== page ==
Who is Most Impacted by Cardiac Deaths Due To Substance Use?

Study: Substance Use, Especially Alcohol, Increasing Heart-Related Deaths
Study: Substance Use, Especially Alcohol, Increasing Heart-Related Deaths

The results of the current study indicate that particular categories were disproportionately affected by substance-related mortality from cardiovascular disease.

For instance, increases in the average annual percent change for mortality rates were greater for persons who identified as American Indian or Alaskan (5.4%); individuals between the ages of 25 and 59 (5.3%); individuals residing in rural regions (5.0%); adults between the ages of 55 and 69 (4.9%); and women (4.8%).

“I am particularly concerned at the disparities in outcomes for women, American Indian/Alaskan individuals, and rural area residents,” said Amin. This “could represent healthcare inequities in our system.”

Those who lived in rural regions had a higher death rate (15.2 per 100,000) than those who lived in urban areas (14.1 per 100,000). It was also greater for men (22.5 per 100,000) than women (6.8 per 100,000).

Researchers discovered that although men’s death rates were higher than women’s over the study period, women’s rises were greater.

“Data from prior studies have found notable increases in substance use among women over the last 20 years, and women may face unique societal risks that may contribute to the increases noted in our study,” study author Dr. Dmitry Abramov, cardiologist and associate professor of medicine at Loma Linda University Health in Loma Linda, Calif., said in a news release.

Furthermore, rates varied between racial and ethnic groupings.

Compared to black adults (20.3 per 100,000), white adults (14.1 per 100,000), Hispanic adults (13.0 per 100,000), Asian adults or Pacific Islanders (3.6 per 100,000), and American Indian or Alaska Native adults (37.7 per 100,000), the highest death rate was among these groups.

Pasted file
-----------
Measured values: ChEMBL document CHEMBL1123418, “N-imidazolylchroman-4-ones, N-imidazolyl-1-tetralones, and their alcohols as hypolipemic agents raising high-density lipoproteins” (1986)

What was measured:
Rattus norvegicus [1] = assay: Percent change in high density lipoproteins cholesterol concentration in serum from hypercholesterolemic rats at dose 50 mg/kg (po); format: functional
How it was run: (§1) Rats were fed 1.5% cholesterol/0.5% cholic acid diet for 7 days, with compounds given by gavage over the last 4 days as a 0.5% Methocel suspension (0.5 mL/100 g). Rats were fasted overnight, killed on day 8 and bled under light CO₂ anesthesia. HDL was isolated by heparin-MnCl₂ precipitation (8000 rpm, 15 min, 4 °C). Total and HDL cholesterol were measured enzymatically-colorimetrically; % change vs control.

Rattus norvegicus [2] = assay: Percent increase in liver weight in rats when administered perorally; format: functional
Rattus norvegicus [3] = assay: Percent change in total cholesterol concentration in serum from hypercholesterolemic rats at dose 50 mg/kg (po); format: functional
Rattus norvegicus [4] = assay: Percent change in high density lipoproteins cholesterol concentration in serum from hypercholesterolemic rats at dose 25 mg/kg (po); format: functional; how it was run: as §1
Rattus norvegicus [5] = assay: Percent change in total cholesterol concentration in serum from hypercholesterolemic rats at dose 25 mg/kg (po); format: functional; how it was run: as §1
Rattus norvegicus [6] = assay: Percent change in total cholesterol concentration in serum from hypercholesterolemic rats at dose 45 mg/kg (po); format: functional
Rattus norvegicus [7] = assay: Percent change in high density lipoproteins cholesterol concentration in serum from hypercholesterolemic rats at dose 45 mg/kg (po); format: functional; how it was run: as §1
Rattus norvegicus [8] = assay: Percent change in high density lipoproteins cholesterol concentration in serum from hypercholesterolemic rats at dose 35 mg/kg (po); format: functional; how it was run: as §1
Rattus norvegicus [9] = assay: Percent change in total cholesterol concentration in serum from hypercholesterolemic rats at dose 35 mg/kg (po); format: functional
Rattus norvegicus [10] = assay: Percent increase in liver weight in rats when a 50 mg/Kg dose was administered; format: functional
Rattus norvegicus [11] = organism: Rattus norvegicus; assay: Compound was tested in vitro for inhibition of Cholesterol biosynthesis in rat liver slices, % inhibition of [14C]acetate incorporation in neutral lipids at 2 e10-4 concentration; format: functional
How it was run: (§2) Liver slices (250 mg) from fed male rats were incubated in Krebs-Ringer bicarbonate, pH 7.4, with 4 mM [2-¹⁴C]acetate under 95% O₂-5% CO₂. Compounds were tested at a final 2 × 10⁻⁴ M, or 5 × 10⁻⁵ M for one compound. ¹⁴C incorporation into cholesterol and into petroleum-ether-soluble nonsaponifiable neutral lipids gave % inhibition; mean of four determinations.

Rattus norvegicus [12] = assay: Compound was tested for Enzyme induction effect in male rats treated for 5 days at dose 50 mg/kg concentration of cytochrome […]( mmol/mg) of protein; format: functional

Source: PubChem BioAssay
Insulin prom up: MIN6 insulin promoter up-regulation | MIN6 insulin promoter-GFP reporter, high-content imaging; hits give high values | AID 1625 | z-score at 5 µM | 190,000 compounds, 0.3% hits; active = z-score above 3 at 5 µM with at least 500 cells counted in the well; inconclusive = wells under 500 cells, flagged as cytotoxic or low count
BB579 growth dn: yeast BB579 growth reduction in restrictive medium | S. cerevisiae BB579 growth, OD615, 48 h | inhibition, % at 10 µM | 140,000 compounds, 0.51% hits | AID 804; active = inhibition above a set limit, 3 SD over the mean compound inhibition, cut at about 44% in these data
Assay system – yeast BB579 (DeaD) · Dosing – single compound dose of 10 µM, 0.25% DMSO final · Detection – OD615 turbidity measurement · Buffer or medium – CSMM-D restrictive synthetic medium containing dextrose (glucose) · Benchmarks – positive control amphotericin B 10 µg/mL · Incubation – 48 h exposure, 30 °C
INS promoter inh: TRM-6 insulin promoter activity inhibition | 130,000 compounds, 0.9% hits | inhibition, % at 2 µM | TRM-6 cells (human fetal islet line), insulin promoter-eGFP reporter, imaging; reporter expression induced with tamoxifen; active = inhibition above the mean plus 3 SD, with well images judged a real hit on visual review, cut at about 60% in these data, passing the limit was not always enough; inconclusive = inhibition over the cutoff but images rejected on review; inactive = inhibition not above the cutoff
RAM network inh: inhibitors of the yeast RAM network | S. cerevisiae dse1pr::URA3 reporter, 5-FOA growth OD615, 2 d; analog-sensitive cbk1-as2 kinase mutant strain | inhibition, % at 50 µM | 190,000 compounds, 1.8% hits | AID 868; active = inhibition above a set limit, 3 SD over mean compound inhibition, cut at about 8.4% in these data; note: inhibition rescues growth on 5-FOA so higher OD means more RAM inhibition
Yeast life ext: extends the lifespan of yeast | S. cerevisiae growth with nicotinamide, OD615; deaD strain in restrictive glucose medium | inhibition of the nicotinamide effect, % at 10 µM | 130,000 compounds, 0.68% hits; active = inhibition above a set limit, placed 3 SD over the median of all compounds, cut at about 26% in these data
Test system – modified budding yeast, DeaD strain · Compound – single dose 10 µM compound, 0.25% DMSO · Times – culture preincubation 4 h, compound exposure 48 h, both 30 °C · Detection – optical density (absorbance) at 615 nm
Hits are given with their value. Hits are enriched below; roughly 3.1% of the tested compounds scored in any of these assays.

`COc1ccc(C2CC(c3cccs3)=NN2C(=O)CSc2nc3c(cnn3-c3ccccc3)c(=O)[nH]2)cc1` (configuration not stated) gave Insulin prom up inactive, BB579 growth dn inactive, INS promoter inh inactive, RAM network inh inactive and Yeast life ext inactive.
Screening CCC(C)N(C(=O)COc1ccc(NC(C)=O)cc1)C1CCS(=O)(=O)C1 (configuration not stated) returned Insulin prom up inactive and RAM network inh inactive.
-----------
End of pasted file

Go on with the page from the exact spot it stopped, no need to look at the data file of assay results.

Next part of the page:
According to Chen, knowing which populations are most impacted by drug-associated mortality from cardiovascular disease might help focus public health initiatives on lowering drug use and related health consequences in these populations.

Amin is worried about what has transpired since then, in addition to the patterns that have continued into 2019. Specifically, he emphasized that certain groups seem to be on the rise, beginning around the time of the financial crisis of 2007–2008.

“If this is associated with an increase in socioeconomic inequality and a widening gap in economic disparity [between certain groups] during that time, we have to be particularly vigilant post-COVID pandemic,” he said. “The effects of the post-COVID economic environment could potentially exacerbate the gap.”

Researchers looked at trends in the mortality toll from cardiovascular disease between 1999 and 2019 using CDC data. They paid particular attention to drug-related fatalities.

Despite a decline in total cardiovascular disease mortality during that time, the number of deaths from cardiovascular disease related to drug use climbed by 4% year on average, with a quicker increase from 2012 to 2019.

Deaths from cardiovascular disease related to substance use rose more quickly in women, those who identify as American Indian or Alaskan, younger adults, people living in rural areas, and people who used cannabis or psychostimulants.